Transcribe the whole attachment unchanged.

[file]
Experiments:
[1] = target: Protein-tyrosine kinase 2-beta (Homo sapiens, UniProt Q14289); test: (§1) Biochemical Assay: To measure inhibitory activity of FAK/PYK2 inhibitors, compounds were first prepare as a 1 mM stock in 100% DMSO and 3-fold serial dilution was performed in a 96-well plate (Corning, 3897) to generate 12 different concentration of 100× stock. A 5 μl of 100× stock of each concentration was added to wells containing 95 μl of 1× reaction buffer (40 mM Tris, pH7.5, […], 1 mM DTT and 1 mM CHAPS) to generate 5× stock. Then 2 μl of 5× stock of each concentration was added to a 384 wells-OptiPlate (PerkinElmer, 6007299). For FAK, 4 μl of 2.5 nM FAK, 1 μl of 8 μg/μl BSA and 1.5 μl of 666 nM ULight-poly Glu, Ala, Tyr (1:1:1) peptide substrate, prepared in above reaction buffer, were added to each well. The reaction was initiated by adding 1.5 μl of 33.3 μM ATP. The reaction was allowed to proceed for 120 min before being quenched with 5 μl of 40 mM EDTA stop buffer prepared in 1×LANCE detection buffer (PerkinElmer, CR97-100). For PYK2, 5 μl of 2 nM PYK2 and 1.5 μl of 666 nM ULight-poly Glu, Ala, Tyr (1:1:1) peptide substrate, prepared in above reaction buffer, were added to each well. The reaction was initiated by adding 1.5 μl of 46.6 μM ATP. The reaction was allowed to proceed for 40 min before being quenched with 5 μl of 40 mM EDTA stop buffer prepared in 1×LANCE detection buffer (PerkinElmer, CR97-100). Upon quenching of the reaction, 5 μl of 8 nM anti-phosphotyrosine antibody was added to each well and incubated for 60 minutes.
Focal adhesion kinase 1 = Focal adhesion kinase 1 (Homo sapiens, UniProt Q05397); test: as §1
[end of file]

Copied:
Experiments:
[1] = target: Protein-tyrosine kinase 2-beta (Homo sapiens, UniProt Q14289); test: (§1) Biochemical Assay: To measure inhibitory activity of FAK/PYK2 inhibitors, compounds were first prepare as a 1 mM stock in 100% DMSO and 3-fold serial dilution was performed in a 96-well plate (Corning, 3897) to generate 12 different concentration of 100× stock. A 5 μl of 100× stock of each concentration was added to wells containing 95 μl of 1× reaction buffer (40 mM Tris, pH7.5, […], 1 mM DTT and 1 mM CHAPS) to generate 5× stock. Then 2 μl of 5× stock of each concentration was added to a 384 wells-OptiPlate (PerkinElmer, 6007299). For FAK, 4 μl of 2.5 nM FAK, 1 μl of 8 μg/μl BSA and 1.5 μl of 666 nM ULight-poly Glu, Ala, Tyr (1:1:1) peptide substrate, prepared in above reaction buffer, were added to each well. The reaction was initiated by adding 1.5 μl of 33.3 μM ATP. The reaction was allowed to proceed for 120 min before being quenched with 5 μl of 40 mM EDTA stop buffer prepared in 1×LANCE detection buffer (PerkinElmer, CR97-100). For PYK2, 5 μl of 2 nM PYK2 and 1.5 μl of 666 nM ULight-poly Glu, Ala, Tyr (1:1:1) peptide substrate, prepared in above reaction buffer, were added to each well. The reaction was initiated by adding 1.5 μl of 46.6 μM ATP. The reaction was allowed to proceed for 40 min before being quenched with 5 μl of 40 mM EDTA stop buffer prepared in 1×LANCE detection buffer (PerkinElmer, CR97-100). Upon quenching of the reaction, 5 μl of 8 nM anti-phosphotyrosine antibody was added to each well and incubated for 60 minutes.
Focal adhesion kinase 1 = Focal adhesion kinase 1 (Homo sapiens, UniProt Q05397); test: as §1